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Stanford Earth Matters

Science and insights for people who care about Earth, its resources and its environment

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About Stanford Earth Matters magazine

Annapolis flood

What rising seas mean for local economies

High-tide flooding resulting from climate change is already disrupting the economy of Annapolis, Maryland. As sea levels rise, the impacts are expected to get worse for coastal communities.

Fork and knife

Q&A: Meat, health and the environment

A Stanford nutrition expert discusses the connections between meat consumption, carbon emissions, water needs and health.

Road lights

Why batteries with extra lithium ions fail

Why does stuffing more lithium into battery cathodes lead to their failure? New research illuminating this phenomenon could pave the way to electric cars that can drive longer distances between charges.

Stuff

Our 2.5-million-year obsession with stuff

When early humans first started using tools to make things, they kicked off a cycle of people depending on objects and the materials needed to make them – with ripple effects for the global climate today.

Solar panels

Envisioning an energy future with less fear, more cooperation

SunRun CEO Lynn Jurich argued at Stanford Energy Week that cooperation between utilities and solar providers will be key to building a cleaner, more nimble and cost-effective energy system.

Soap bubbles

A new algorithm acts like facial recognition software for materials

The search for the perfect material can be like trying to find a needle in a haystack. Researchers are leveraging machine learning to change this, potentially aiding the search for better materials for fuel cells, thermoelectric devices and electric car batteries.

Palm oil seeds

The double-edged sword of palm oil

Widespread cultivation of oil palm trees has been both an economic boon and an environmental disaster for tropical developing-world countries. New research points to a more sustainable path forward through engagement with small-scale producers.

Grasses

To save native grasslands, study invasive species

The order of arrival determines which invasive grasses predominate, according to a combination of experiments and computational modeling. The results could help in efforts to preserve the native plants that remain.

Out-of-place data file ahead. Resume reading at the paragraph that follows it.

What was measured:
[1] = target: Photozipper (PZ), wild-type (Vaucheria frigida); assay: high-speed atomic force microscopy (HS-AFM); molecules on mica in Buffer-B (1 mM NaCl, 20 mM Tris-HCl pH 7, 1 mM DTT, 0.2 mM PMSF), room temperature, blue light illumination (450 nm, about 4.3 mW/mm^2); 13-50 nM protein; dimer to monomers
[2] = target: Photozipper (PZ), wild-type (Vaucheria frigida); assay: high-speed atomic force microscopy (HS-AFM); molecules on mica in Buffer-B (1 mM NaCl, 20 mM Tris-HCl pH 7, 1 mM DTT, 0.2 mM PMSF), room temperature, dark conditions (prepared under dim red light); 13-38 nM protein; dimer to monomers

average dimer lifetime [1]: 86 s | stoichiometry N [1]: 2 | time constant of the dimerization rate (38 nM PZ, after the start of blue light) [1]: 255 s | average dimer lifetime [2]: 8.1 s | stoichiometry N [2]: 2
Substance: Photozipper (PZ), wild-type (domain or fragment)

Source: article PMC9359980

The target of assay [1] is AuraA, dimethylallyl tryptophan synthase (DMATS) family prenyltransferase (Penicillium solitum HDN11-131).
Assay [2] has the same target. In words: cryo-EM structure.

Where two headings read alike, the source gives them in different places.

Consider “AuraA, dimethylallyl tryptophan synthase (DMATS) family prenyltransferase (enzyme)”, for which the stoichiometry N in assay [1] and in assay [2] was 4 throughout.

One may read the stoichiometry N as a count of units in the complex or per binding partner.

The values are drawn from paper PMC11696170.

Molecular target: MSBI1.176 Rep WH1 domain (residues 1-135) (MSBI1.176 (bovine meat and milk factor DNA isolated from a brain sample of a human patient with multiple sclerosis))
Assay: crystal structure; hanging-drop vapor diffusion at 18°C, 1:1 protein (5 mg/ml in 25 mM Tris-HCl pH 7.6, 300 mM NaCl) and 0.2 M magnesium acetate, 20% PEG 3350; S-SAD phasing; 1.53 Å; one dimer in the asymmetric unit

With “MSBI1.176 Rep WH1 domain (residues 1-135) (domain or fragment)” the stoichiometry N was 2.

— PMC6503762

2018

Editor's picks: Top 10 stories of 2018

From revelations about the hidden messages in burbling lakes of lava to the staggering costs of runaway climate change, these 10 stories shed light on our planet and how we're changing it. They include our editor's picks and some our best-read stories for the year.

Refinery

Scientific basis for EPA's endangerment finding is stronger than ever

Stanford researchers along with scholars across the country find the evidence for greenhouse gases endangering human health and welfare is even more significant than previously thought.

West Valley Demonstration Project

Q&A: What should we do with nuclear waste?

Nuclear security expert Rod Ewing discusses new recommendations for solving the U.S. nuclear waste problem, why conventional risk assessments don’t go far enough and what makes this challenge more difficult than putting a man on the moon.

Delhi smog

Living with air pollution

Polluted air is the norm for many people around the world. Globally, long-term exposure to outdoor air pollution is responsible for millions of deaths.

Capitol Building

What do the midterm results mean for environmental policy?

The recent midterm elections could have far-reaching implications for the direction of federal- and state-level environment and energy policy. Stanford experts discuss ways forward, lessons learned and more.

San Francisco

How will San Francisco's skyscrapers fare after the next Big One?

Stanford civil engineers are working with the city to assess high-rise safety and mitigate any disruption, downtime or lost economic activity should downtown buildings be damaged. 

Sonoran Desert

A path to affordable, effective conservation

A new study supports the long-debated idea that all species – even highly mobile animals – are clustered together in geographically unique areas, and opens a path to better protection of little-known species.

Caterpillar fungus

Climate change, overharvesting may doom a pricey parasite

Stanford researchers show how warmer winters and booming demand for one of the world’s most expensive medicinal species may hurt ecosystems and communities in the Himalayas.

Grevy's zebra

Home on the range: Integrating wildlife and livestock

A study of more than 800,000 acres of privately owned land in Kenya suggests that humans and their livestock can, in the right circumstances, share territory with zebras, giraffes, elephants and other wild mammals – to the benefit of all.

broken glass

The impact of climate change on human behavior

Obscured behind better-known impacts of climate change lies the possibility of more wars, higher crime rates and greater infant mortality.

Traffic

Can digital incentives help alleviate traffic?

Researchers are reducing traffic congestion and commute times using networks that gently nudge people toward better travel habits.​

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